I Bet This Buck Didn’t Think He’d Get Stuck in a Tennessee Classroom [VIDEO]
After being shown an example, earlier this week, of JUST how much even a medium-sized deer can do to a vehicle, it's a good time to remind you to be mindful of their comings and goings.
DEER EDUCATION: 'OKAY, THIS IS THE ROAD; STAY AWAY FROM IT.'
I wish they could learn from experience and execute those comings and goings AWAY from the road, but what are you gonna do? It's not like you can TEACH a deer. It's not like you can get one into a classroom and sit it down and...or CAN you?
Maybe you CAN get a deer into a classroom, even if, admittedly, the teaching part might still be wishful thinking. No, I'm talking about taking the deer by the horns and coaxing or pulling it into a classroom. I'm thinking that's a really bad idea.
But maybe you can LURE them into the room. Then again, I don't think THIS deer was lured. I think he broke in, which we all know is a big no-no. I don't think this buck cared.
I THINK THIS DEER WANTS TO BE EDUCATED
Class, meet Westside Elementary School's newest student. I think his name is John, or maybe Bambi. Could be Donder. No, no, he's not a REINdeer, although this IS their season to shine.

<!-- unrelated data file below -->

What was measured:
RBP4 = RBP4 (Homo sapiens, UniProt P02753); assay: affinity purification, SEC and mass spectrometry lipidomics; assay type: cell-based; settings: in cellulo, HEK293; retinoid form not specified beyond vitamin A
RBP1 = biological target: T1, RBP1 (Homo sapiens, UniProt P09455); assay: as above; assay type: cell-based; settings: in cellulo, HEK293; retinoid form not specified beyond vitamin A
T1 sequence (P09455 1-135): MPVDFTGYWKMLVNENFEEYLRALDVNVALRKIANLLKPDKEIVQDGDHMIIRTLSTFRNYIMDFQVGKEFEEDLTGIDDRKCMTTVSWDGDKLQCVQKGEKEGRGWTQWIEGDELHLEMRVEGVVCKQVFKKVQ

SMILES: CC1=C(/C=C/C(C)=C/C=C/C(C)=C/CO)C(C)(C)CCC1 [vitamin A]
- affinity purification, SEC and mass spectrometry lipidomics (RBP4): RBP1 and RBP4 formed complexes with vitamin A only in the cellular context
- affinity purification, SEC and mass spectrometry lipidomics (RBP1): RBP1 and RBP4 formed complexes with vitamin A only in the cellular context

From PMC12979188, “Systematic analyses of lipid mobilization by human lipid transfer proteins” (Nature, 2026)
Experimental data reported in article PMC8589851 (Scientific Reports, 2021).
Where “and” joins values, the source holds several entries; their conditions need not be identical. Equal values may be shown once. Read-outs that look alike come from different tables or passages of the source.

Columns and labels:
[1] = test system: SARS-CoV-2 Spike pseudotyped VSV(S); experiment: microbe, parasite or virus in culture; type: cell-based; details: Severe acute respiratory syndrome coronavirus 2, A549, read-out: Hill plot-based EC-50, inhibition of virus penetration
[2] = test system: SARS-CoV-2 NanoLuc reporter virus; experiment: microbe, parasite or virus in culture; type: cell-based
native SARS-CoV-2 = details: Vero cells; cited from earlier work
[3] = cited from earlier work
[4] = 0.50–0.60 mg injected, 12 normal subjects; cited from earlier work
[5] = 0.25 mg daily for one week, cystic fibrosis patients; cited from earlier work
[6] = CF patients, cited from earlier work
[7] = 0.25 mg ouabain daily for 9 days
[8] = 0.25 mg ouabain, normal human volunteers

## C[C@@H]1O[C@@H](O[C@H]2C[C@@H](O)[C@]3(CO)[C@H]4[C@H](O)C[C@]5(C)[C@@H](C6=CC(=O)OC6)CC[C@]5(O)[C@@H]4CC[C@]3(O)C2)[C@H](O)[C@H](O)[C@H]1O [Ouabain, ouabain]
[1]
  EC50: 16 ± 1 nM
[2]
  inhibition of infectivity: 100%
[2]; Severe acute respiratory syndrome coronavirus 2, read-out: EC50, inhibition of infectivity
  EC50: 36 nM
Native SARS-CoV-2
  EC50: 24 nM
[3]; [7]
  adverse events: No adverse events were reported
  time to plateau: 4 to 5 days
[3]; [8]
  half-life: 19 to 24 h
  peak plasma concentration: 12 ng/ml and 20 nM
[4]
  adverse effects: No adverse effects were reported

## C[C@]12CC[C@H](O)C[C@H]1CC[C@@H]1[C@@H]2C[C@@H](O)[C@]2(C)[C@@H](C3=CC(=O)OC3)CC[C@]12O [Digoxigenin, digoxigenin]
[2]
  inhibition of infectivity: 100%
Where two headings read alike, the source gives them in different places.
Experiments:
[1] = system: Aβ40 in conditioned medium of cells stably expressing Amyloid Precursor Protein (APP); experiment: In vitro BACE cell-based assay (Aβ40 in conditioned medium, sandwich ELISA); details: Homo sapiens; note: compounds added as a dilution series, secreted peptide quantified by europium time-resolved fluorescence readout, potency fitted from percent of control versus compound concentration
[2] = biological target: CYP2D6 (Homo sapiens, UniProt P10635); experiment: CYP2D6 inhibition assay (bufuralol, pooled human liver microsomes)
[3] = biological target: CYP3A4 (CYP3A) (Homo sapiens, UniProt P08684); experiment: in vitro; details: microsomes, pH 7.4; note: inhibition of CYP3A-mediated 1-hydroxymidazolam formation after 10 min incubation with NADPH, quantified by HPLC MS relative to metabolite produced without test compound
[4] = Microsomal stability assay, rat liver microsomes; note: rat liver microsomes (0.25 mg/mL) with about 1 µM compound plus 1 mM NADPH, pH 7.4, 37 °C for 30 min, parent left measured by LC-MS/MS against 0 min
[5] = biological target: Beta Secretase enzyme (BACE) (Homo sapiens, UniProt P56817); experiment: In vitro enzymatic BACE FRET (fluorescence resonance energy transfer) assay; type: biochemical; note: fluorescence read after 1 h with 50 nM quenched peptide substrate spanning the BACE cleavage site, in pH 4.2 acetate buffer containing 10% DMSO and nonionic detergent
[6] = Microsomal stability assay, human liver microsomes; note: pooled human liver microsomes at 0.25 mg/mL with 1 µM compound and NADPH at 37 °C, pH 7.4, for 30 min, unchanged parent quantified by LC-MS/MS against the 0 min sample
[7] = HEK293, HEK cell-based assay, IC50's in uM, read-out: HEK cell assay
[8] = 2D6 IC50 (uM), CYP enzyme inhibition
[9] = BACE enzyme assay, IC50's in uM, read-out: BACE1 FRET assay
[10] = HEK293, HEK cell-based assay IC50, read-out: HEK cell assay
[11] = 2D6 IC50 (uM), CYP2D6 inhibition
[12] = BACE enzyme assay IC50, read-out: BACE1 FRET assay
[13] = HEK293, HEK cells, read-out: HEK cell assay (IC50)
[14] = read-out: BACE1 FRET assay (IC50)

News4-Nashville reports the animal busted through one of the Robertson County, Tennessee school's emergency exits in the middle of the night. I guess he wanted to catch up on late homework. Whatever the case, he was escorted out of the building the next morning by a Tennessee Wildlife Resource Agency game warden. Lord, the stories THOSE folks could probably tell, right?
LOOKING FOR LOVE IN ALL THE WRONG PLACES
Interestingly, the warden suggests that since it's mating season, the buck was probably looking for a doe...and took a wrong turn somewhere off I-65, apparently.
No, she's not in here. Try the cafeteria.
By the way, the deer was unharmed and was subsequently released back into the wild after being removed from the school.
He's probably the only deer in his circle of friends who's been to school.
That's called "bragging rights." Now, where in the world is that DOE?